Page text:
Neither one of my parents wanted me to go in to the Work (ministry) and yes, they both professed. They never actually came out and said that, but their reactions to my offering to go were obvious. I think both of them did not want their daughter turning into a frumpy, straight laced sister worker because that was all they had ever seen. (Even the best dressed ones) And I can’t blame them. I had a wonderful Aunt who did her best to keep me in nice clothes the years I was in the Work so that wouldn’t happen! I also think they just didn’t want me becoming a worker (minister) period. We didn’t worship the workers when I was growing up; in fact, we were always pretty relieved when they weren’t around so having a worker in the family was not a great thought. The area where I grew up, the workers didn’t bother us much, so we weren’t under a super tight thumb but I know now of plenty of areas where that was not the case.
My mother always struggled with being a bit ‘worldly’. Yeah!! I love her for that now! She was always perfectly groomed and, gasp, wore a little rogue. She would have worn more makeup if her Self Righteous Worker Daughter (aka Me) wasn’t on her case. I have asked forgiveness from her and from God for the times when I pressured and guilted her into being someone she really wasn’t just to make me look good. Ugh.
We had a TV and kept it hidden in a bedroom closet on a rolling cart. We always had a Christmas tree growing up until the late 60’s when the edict went up and down the West Coast from the workers that suddenly they were outlawed. I remember the last year we had one. We had it up and decorated and I looked out the window and saw the older sister worker in our area walking down the street heading to our house. We lived just down the street from some of the friends. Mom and I panicked and literally picked up the tree and carried it into one of the bedrooms! Probably leaving a trail of tinsel behind too! Mom said, “Never again” and that was it. Our house used to be so pretty during the holidays but we never had decorations again after all. CRAZY RULES that became doctrine.
My dad did not like it when I started wearing my hair up all the time…or any of the time for that matter. He hated “buns”. My folks had divorced when I was about 4 so I didn’t see him very often but he was quite verbal on this issue. They both thought it was ridiculous when I stopped wearing jeans and only wore dresses. I know they hated seeing me becoming more and more ‘religious’. If only I had listened to them and we could have talked about it more. They knew a whole lot more on those subjects than I ever gave them credit for. They just didn’t buy into the crazy making rules because they were old enough to have known both the before and after of those rules. My mom had always worn slacks to do yard work or wash the car etc until the “rules” changed. Yes, women in general wore dresses most of the time when they got married, and yes, she did her housework in dresses and HEELS but that was the era. It had nothing to do with being professing.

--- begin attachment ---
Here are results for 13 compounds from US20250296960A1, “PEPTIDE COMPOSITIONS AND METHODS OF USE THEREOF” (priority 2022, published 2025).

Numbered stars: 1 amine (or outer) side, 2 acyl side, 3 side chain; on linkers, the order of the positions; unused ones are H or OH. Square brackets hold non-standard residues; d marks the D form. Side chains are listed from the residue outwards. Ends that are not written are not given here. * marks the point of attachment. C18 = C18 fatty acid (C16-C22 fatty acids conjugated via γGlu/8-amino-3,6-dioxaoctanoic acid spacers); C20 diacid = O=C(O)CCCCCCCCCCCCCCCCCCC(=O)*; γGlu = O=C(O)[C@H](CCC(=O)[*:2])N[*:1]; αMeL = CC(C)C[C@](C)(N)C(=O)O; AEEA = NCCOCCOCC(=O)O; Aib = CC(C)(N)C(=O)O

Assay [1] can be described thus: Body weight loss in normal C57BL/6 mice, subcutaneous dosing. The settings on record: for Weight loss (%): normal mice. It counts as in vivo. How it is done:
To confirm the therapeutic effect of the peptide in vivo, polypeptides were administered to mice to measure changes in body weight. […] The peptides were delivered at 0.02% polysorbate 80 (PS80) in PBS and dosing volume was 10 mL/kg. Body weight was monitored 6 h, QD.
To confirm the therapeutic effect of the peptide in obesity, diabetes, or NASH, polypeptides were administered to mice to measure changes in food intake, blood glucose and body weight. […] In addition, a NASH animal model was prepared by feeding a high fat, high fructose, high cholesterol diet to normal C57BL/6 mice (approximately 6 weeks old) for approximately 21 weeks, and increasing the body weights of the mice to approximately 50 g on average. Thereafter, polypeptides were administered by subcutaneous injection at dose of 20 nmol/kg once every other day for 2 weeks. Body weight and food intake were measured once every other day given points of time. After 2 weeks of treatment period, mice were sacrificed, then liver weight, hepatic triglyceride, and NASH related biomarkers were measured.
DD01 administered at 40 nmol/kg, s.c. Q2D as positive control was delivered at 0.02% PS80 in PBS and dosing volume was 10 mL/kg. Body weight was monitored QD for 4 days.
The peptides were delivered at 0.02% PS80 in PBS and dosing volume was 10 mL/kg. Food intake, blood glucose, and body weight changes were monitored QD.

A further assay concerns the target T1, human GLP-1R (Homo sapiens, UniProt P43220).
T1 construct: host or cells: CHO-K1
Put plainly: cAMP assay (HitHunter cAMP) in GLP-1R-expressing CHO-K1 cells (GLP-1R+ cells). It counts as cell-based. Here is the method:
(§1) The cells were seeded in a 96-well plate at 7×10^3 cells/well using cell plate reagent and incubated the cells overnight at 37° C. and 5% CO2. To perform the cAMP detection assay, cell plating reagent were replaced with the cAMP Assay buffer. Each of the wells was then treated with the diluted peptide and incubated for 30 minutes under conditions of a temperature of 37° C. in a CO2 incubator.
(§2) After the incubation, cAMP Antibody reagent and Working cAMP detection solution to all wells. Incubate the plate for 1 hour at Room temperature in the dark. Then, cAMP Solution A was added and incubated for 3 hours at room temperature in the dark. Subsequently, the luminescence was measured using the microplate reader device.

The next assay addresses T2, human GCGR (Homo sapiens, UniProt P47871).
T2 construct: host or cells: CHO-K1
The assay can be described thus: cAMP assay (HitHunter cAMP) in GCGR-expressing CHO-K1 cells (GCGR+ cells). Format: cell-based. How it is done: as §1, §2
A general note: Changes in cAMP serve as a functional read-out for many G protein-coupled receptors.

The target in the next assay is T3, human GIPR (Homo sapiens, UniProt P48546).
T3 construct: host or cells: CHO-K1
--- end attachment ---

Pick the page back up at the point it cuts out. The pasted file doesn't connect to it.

When they got married in the 40’s, she didn’t wear her hair “up”. Her hair was never past her shoulders in length. She wore it curly; I can’t tell from pictures whether it was pinned up in the back or not. We girls (there were 3 of us) all had short hair until again the early 60’s. I had short hair until the early 70’s.
Why am I telling you all of this? I’m not sure exactly but I am thankful my mother (my father was a zero parent in my life) didn’t raise me with a bunch of silly professing outward rules. I imposed a few on my own self in high school. For instance, I made myself wear a dress to school one day a week to ease my conscience. I only regret not talking to my mother about these things and finding out what she truly believed.
My folks feared God but I don’t think they were ever told they could love God and they certainly never heard anything about having a personal relationship with Jesus on a first name basis. Both of their folks heard the workers in the early teens of the last century and believed they had found the “truth”.
After I was in the Work a few years, mom became aware of her new status as a worker’s mother and it gave her a sense of esteem in the fellowship, which I know she appreciated. She deserved it after years of greatly suffering reproach from the group because of the divorce. It was hard on her when I left the Work but she was very grateful I had come home to care for her. I probably would never have left the fellowship while she was still alive but I know now she understands completely and I cannot wait to talk to her about these things ‘from the other side’.
I know one of the things that prompted this post and got me to thinking about my folks is because of a book I am currently reading that just came out last week. It is called Girl At The End of the Road by Elizabeth Esther. The author is telling her own story of being raised in a fundamentalist cult and how she finally escaped from that. Her experience is far more extreme than mine but also more liberal at times. My heart aches for her and what she went through growing up but I rejoice with her now where she is at.
I am free now from all the outward rules I knew most of my life about dress and appearance. The only rule I adhere to now is the one the Bible tells me to and that is to be modest. I love wearing make-up and earrings; I feel so pretty and feminine. I wear skirts and dresses occasionally but only when I truly want to for the occasion. My fashion goal is to be classy. I know for sure that frumpiness is not godliness. It is far more of a challenge now to have a pure heart and to love others, to let God refine my character.